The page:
On the company side, I think that after this phase of expansion and proliferation, the large players will once again eat up the challengers and consolidate their positions. After a brief stint where it looked they they would potentially be challenged, Google, AWS and Microsoft will probably (as always) come out on top but through the process a few newer companies will have been added to the list of established players. In particular, Snowflake and FiveTran will be considered established player as well as potentially DataBricks and DBT(if they start acquiring others).

However, whereas Google, AWS and MS will probably all, over time, offer full end-to-end data stack solution completely within their eco-systems, the new up-and-coming companies typically only address one part of the stack. To compete they will probably need to offer something more integrated and consolidated - the question is how they will achieve this.

The new Modern Data Stack

Some recent developments point to how the newer players could achieve this by integrating closer, focusing more on integrating with each other, rather than with GCP/AWS/MS, and as a result offer a superior experience when using a particular set of components in the stack. This would be an opinionated but well-integrated alternative data stack to the established GCP/AWS/MS offerings.

A few recent developments pointing towards this:

  • FiveTran announced that they are dropping support for SQL transforms and going forward will rely completely on DBT for data transformations.
  • Several companies are now being build exclusively around DBT - LightDash is a great example of this.
  • DBT and Snowflake now both support Python models out of the box in a way that makes it incredibly easy to run DBT models on Snowflake.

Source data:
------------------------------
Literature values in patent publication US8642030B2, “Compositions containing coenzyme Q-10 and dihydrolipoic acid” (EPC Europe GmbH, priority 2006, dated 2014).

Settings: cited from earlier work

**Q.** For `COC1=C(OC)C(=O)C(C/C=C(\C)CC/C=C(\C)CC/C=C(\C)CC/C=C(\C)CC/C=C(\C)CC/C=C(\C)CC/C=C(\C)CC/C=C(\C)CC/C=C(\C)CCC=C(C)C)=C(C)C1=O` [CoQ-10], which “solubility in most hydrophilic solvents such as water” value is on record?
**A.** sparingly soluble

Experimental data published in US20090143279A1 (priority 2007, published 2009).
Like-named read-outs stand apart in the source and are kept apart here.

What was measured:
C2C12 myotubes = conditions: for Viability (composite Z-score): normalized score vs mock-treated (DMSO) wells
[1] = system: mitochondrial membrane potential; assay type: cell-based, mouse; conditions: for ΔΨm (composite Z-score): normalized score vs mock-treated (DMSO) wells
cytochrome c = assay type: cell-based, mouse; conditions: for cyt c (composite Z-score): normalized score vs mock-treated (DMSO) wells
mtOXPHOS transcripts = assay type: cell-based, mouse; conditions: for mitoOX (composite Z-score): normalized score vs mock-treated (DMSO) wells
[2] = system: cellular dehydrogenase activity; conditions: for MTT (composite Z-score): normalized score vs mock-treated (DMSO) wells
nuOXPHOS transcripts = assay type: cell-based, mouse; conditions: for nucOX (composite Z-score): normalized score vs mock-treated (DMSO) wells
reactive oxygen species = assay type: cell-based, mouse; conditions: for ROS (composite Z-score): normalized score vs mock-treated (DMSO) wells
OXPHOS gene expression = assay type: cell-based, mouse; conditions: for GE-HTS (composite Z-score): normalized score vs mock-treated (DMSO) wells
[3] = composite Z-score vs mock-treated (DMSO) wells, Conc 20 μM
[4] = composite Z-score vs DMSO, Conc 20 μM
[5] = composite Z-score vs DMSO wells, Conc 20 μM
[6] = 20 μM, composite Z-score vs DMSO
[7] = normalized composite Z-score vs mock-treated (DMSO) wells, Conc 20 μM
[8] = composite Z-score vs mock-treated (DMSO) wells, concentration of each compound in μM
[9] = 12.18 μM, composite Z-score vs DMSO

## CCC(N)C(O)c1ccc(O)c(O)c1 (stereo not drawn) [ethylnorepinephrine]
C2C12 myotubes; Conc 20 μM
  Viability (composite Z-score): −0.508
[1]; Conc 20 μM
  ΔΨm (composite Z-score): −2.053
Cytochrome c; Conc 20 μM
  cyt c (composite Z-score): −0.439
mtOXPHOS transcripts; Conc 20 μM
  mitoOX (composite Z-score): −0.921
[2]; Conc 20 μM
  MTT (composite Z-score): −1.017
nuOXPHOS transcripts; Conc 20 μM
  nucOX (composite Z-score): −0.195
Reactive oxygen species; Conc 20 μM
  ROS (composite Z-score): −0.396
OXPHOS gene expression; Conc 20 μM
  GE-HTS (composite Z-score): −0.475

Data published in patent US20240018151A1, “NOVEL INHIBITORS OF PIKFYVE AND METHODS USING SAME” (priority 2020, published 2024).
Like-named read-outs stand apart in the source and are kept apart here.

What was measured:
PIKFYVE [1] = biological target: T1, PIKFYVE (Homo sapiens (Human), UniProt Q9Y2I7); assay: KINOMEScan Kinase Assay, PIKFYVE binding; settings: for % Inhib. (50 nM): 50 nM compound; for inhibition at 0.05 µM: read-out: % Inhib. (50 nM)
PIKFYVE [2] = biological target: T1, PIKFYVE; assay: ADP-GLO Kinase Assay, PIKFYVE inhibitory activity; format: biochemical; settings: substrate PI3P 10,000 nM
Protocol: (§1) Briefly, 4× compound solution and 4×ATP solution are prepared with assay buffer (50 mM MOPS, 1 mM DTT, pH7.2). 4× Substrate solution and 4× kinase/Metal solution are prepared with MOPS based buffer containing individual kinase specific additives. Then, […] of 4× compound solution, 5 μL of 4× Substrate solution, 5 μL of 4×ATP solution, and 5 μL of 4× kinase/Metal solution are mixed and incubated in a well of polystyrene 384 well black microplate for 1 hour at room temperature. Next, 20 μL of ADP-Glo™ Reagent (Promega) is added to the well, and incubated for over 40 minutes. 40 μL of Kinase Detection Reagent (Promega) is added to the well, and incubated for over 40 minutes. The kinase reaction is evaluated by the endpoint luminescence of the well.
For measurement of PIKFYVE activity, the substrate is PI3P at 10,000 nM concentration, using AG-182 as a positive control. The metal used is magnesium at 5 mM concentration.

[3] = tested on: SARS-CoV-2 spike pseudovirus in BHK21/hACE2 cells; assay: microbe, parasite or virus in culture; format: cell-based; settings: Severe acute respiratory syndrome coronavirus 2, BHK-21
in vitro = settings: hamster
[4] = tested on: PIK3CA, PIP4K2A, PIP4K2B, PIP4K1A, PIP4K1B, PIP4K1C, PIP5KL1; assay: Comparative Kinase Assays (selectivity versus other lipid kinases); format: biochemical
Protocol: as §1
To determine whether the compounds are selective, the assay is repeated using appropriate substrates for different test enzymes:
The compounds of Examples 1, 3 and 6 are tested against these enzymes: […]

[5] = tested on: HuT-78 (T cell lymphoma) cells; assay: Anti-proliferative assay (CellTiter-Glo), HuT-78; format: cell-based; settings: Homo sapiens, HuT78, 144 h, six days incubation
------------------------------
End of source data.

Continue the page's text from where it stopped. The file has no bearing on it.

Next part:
• Snowflake and Salesforce are teaming up to provide native data integration between the two. I wonder if other source systems will follow in the shoes of Salesforce and how that will affect with ETL and rETL vendors.
  • Hightouch integrating more and more closely with Snowflake as evidenced by the announcements at the Snowflake Summit 2022.

The tighter integrations and the ubiquitous use of DBT will enable a much more coherent and tightly coupled data stack, where DBT will play the role of the modelling and semantic layer across the stack. Whereas we have become used to viewing each layer as a separate entity, with clear separations of concern, each with its own data model, we can now start to think of the stack as a more integrated whole. This should enable better testing and monitoring across the stack.

With everything relying on DBT projects and no transformations performed outside of DBT, lineage and observability will also become "easy". Also (better) integrated testing will become possible. You will now be able to test your data modelling from the ETL layer through the data layer to the modelling layer and all the way up to the visualisation layer. This could potentially lead to quality and observability platforms becoming one of those categories that will end up becoming a feature of DBT and the modelling layer.

You could then imagine the "New Modern Data Stack" looking like this

Clean Shot 2022 12 12 at 21 52 23 2x

Although we don't currently have an equivalent full stack within either the GCP, AWS or MS eco-systems, I think this is only a matter of time (GCP will probably be the first to have an equivalent stack) and we will then be in a situation where companies will be able to choose between 3 or 4 equivalently well-integrated, fully featured, powerful data stacks: GCP, AWS, MS or "new MDS" 🤗